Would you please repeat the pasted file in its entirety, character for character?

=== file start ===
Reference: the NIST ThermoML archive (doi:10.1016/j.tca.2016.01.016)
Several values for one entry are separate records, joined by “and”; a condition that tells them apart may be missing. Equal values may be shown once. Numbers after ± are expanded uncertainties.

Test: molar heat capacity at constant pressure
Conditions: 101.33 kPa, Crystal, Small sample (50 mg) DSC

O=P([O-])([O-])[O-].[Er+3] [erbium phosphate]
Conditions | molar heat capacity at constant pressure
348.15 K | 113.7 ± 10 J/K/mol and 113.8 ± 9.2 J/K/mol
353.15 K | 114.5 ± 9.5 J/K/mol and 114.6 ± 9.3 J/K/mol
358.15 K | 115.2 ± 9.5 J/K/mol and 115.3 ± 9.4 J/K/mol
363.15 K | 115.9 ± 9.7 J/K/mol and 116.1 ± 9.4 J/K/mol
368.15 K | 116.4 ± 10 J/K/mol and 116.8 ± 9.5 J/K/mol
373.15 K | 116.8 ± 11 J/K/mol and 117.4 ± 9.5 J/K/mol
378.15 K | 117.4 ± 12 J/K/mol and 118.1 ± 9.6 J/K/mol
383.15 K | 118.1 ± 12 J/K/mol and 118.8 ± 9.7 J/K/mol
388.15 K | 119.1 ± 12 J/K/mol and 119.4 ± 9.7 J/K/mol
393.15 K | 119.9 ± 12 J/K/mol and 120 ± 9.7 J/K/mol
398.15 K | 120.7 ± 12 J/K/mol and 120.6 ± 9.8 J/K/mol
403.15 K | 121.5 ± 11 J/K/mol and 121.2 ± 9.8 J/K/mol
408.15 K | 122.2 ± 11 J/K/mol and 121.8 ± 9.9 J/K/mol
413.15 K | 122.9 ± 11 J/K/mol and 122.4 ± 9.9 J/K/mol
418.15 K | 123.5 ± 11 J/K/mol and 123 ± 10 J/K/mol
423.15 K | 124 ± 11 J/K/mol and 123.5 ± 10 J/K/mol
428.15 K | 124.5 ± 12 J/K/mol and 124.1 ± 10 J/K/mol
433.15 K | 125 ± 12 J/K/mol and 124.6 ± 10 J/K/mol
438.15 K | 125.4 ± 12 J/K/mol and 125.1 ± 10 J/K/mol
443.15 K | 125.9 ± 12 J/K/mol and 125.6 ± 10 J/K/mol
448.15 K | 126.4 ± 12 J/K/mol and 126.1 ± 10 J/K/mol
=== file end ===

Reference: the NIST ThermoML archive (doi:10.1016/j.tca.2016.01.016)
Several values for one entry are separate records, joined by “and”; a condition that tells them apart may be missing. Equal values may be shown once. Numbers after ± are expanded uncertainties.

Test: molar heat capacity at constant pressure
Conditions: 101.33 kPa, Crystal, Small sample (50 mg) DSC

O=P([O-])([O-])[O-].[Er+3] [erbium phosphate]
Conditions | molar heat capacity at constant pressure
348.15 K | 113.7 ± 10 J/K/mol and 113.8 ± 9.2 J/K/mol
353.15 K | 114.5 ± 9.5 J/K/mol and 114.6 ± 9.3 J/K/mol
358.15 K | 115.2 ± 9.5 J/K/mol and 115.3 ± 9.4 J/K/mol
363.15 K | 115.9 ± 9.7 J/K/mol and 116.1 ± 9.4 J/K/mol
368.15 K | 116.4 ± 10 J/K/mol and 116.8 ± 9.5 J/K/mol
373.15 K | 116.8 ± 11 J/K/mol and 117.4 ± 9.5 J/K/mol
378.15 K | 117.4 ± 12 J/K/mol and 118.1 ± 9.6 J/K/mol
383.15 K | 118.1 ± 12 J/K/mol and 118.8 ± 9.7 J/K/mol
388.15 K | 119.1 ± 12 J/K/mol and 119.4 ± 9.7 J/K/mol
393.15 K | 119.9 ± 12 J/K/mol and 120 ± 9.7 J/K/mol
398.15 K | 120.7 ± 12 J/K/mol and 120.6 ± 9.8 J/K/mol
403.15 K | 121.5 ± 11 J/K/mol and 121.2 ± 9.8 J/K/mol
408.15 K | 122.2 ± 11 J/K/mol and 121.8 ± 9.9 J/K/mol
413.15 K | 122.9 ± 11 J/K/mol and 122.4 ± 9.9 J/K/mol
418.15 K | 123.5 ± 11 J/K/mol and 123 ± 10 J/K/mol
423.15 K | 124 ± 11 J/K/mol and 123.5 ± 10 J/K/mol
428.15 K | 124.5 ± 12 J/K/mol and 124.1 ± 10 J/K/mol
433.15 K | 125 ± 12 J/K/mol and 124.6 ± 10 J/K/mol
438.15 K | 125.4 ± 12 J/K/mol and 125.1 ± 10 J/K/mol
443.15 K | 125.9 ± 12 J/K/mol and 125.6 ± 10 J/K/mol
448.15 K | 126.4 ± 12 J/K/mol and 126.1 ± 10 J/K/mol